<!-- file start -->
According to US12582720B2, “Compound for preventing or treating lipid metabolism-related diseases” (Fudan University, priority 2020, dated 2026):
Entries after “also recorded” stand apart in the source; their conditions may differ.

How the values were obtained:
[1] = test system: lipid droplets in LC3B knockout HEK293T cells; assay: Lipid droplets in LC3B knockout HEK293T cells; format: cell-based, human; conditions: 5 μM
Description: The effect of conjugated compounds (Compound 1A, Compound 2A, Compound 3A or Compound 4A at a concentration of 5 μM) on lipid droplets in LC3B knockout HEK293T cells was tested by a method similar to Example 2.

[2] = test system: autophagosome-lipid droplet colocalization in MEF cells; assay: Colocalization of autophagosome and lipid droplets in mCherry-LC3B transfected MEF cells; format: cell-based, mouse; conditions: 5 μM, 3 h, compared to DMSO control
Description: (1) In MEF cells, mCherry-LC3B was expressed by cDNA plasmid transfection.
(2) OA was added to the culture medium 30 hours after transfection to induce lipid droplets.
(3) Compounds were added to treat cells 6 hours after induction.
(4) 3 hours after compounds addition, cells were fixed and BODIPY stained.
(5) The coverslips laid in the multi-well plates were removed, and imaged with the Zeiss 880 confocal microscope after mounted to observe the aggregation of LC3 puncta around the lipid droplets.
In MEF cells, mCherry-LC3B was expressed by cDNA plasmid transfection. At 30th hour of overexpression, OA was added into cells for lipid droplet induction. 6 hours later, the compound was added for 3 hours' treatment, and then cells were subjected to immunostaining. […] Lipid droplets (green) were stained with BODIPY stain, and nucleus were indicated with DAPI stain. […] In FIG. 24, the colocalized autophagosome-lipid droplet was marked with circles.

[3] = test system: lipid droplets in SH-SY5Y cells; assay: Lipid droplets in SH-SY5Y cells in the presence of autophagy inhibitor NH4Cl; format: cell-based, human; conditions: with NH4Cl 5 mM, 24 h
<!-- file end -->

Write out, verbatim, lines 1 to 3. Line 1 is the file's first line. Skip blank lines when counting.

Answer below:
According to US12582720B2, “Compound for preventing or treating lipid metabolism-related diseases” (Fudan University, priority 2020, dated 2026):
Entries after “also recorded” stand apart in the source; their conditions may differ.

How the values were obtained: